Another storm of the Monywa mine controversy

Published: Oct 1, 2013 Reading time: 2 minutes
Another storm of the Monywa mine controversy

The last September day is a deadline set for farmers living in the immediate vicinity of the Letpadaung copper mine in Monywa District to surrender their land in exchange for compensation from the government. Even though there is a threat of arrest in case of not accepting the deal, more than 60% of the local population refuse to accept the dictated terms and surrender their land. In total, it concerns 26 villages that work the land of 6,900 acres which are to be confiscated. A relaunch of suspended mining operations has already been scheduled for the beginning of October. According to independent Burmese media, a not-too-distant future might bring another storm of violence the region has been suffering from for almost three years. 

The Monywa mine dispute has dragged on already since 2010 when some 7,800 acres of land were confiscated in the area with an aim to prepare for mining operations, in addition to that other pieces of ground were contaminated with chemicals used for mining. The following year was marked by the first protests; local inhabitants actively opposed not only the confiscation scheme, but also severe environmental pollution which ruins farming in particular areas, and thus deprives the people of their source of livelihood. Gradually, the protests spread also throughout a part of the monk community, and some demonstrations took place even in Rangoon. The tension escalated in November when the police ruthlessly suppressed the demonstration while using grenades containing white phosphorus, a flammable warfare gas causing burns, which seriously injured more than 50 protesters. Consequently, while mining operations were suspended, the government created a commission chaired by Aung Shan Suu Kyi with the aim to investigate environmental, social and economic impact of the expansion of mining operations. In March 2013, the commission recommended to continue implementing the project, however Suu Kyi proposed the compensation be increased for those farmers who have to surrender their land.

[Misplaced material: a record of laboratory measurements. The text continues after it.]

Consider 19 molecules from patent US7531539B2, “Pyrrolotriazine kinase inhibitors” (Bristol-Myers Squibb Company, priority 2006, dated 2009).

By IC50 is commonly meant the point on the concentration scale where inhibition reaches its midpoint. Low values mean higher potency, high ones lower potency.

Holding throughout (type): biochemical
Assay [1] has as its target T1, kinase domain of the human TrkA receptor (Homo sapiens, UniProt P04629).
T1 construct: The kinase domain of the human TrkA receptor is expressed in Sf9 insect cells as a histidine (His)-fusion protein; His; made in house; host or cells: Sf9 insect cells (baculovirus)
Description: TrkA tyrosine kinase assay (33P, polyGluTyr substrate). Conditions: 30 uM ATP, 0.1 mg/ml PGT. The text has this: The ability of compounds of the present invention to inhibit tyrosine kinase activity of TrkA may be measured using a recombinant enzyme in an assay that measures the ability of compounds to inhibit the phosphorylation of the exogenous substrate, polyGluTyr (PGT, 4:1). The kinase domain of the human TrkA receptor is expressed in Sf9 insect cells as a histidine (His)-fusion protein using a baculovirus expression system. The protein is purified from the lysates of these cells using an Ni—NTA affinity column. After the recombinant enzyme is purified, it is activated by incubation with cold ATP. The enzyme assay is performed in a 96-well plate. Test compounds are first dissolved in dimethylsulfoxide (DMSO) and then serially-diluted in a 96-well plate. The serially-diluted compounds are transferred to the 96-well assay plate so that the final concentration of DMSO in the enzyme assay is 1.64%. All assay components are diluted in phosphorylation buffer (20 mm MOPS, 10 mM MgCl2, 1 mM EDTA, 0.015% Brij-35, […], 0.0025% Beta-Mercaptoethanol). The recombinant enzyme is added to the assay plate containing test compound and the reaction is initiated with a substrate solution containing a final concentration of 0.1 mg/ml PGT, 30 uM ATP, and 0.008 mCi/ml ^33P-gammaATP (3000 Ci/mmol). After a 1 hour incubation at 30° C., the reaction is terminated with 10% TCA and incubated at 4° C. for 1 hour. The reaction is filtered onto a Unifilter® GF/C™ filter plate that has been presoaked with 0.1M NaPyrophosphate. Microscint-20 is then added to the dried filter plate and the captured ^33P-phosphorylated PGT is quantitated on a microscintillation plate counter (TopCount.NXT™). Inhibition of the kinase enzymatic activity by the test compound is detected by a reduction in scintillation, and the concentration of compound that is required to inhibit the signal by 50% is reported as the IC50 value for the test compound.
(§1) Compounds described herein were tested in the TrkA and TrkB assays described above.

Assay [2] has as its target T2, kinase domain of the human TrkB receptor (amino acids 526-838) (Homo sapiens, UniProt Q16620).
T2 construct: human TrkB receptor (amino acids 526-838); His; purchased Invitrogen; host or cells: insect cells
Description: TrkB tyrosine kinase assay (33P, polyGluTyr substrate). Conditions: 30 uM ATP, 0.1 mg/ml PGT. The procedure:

Current charge per unit, i.e. a surrendered acre, ranges from 1,200,000 to 1,500,000 kyats (23,000 – 30,000 CZK); yet most farmers claim that they are able to make up to 700,000 kyats (14,000 CZK) per one year of farming, and thus the compensation is too low. In July the government managed to negotiate a deal with other owners (Chinese company Wanbao and the UMEHL, a military conglomerate the Union of Myanmar Economic Holdings) which guarantees better profit sharing ratio so that the farmers’ land can be compensated for. Now, the government’s profit should grow to 51%.


See also other Burmese news.




Author: Anna Kunová, Project coordinator, Burma Projects